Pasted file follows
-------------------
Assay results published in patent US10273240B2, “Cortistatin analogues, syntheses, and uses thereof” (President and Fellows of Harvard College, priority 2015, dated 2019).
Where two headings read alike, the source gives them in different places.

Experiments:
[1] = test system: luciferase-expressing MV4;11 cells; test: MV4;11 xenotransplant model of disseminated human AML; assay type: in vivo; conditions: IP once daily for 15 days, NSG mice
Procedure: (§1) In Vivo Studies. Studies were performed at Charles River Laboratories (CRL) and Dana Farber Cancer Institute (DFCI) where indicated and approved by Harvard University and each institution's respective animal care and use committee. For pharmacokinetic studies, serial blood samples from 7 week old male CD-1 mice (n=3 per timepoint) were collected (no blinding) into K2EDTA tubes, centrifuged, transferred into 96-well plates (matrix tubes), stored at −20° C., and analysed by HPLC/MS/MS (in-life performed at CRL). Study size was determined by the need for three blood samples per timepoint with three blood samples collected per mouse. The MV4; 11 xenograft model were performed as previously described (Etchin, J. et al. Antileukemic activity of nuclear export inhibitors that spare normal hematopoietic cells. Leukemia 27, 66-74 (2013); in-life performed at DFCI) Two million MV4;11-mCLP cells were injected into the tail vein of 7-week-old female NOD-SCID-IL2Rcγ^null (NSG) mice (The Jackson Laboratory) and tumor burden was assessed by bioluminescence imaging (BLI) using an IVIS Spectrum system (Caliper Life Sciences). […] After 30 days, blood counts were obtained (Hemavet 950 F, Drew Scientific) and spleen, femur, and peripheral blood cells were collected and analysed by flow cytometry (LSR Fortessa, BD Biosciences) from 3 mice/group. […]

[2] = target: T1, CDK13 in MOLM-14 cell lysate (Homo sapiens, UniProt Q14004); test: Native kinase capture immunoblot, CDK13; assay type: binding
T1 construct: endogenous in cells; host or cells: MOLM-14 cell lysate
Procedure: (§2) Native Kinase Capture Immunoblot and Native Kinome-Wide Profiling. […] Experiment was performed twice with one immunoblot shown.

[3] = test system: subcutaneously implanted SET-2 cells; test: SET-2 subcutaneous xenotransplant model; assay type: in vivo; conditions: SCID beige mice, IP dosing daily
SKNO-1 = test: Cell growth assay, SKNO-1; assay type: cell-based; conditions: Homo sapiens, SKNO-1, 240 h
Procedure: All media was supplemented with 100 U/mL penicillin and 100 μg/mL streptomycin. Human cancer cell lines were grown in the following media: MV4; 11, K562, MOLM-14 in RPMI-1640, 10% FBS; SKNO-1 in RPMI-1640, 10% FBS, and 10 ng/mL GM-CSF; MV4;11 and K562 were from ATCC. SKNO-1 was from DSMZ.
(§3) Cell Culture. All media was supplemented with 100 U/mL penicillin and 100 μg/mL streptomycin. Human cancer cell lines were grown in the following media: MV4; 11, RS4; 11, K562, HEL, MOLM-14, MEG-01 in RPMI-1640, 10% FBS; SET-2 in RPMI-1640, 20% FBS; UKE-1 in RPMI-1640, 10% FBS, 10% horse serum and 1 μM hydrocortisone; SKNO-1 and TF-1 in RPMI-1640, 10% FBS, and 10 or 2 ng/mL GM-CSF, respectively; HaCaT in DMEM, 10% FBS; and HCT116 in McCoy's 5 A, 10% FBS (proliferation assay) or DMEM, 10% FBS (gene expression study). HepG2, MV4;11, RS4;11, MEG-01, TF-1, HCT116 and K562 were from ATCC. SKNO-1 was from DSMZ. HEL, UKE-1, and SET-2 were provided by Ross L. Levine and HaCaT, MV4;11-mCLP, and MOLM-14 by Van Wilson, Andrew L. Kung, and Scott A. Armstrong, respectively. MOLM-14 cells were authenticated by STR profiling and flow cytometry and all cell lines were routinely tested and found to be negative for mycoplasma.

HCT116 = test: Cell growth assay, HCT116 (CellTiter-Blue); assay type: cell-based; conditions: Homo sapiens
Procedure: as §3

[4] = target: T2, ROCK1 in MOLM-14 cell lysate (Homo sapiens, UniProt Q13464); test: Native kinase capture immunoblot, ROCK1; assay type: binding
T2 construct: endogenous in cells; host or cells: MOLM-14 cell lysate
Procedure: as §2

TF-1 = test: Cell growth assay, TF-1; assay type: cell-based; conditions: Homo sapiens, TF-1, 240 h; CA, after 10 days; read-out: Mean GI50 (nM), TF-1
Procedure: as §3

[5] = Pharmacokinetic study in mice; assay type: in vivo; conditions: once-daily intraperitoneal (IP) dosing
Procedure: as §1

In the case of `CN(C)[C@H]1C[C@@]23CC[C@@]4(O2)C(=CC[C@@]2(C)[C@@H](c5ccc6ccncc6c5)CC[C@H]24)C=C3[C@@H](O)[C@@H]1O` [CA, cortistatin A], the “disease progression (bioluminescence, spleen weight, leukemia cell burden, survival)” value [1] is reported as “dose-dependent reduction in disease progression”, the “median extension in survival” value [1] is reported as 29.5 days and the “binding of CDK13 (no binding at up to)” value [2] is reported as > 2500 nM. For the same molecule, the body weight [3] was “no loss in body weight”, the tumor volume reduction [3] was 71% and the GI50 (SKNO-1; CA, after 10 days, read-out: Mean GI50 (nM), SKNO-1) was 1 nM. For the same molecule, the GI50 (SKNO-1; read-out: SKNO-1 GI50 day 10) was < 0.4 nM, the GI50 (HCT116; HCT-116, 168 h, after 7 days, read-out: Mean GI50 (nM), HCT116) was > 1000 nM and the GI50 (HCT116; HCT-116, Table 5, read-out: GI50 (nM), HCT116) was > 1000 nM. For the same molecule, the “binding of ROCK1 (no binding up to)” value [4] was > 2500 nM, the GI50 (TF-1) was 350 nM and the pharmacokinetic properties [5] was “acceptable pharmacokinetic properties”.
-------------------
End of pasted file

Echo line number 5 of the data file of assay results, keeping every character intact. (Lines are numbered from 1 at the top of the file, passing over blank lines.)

Procedure: (§1) In Vivo Studies. Studies were performed at Charles River Laboratories (CRL) and Dana Farber Cancer Institute (DFCI) where indicated and approved by Harvard University and each institution's respective animal care and use committee. For pharmacokinetic studies, serial blood samples from 7 week old male CD-1 mice (n=3 per timepoint) were collected (no blinding) into K2EDTA tubes, centrifuged, transferred into 96-well plates (matrix tubes), stored at −20° C., and analysed by HPLC/MS/MS (in-life performed at CRL). Study size was determined by the need for three blood samples per timepoint with three blood samples collected per mouse. The MV4; 11 xenograft model were performed as previously described (Etchin, J. et al. Antileukemic activity of nuclear export inhibitors that spare normal hematopoietic cells. Leukemia 27, 66-74 (2013); in-life performed at DFCI) Two million MV4;11-mCLP cells were injected into the tail vein of 7-week-old female NOD-SCID-IL2Rcγ^null (NSG) mice (The Jackson Laboratory) and tumor burden was assessed by bioluminescence imaging (BLI) using an IVIS Spectrum system (Caliper Life Sciences). […] After 30 days, blood counts were obtained (Hemavet 950 F, Drew Scientific) and spleen, femur, and peripheral blood cells were collected and analysed by flow cytometry (LSR Fortessa, BD Biosciences) from 3 mice/group. […]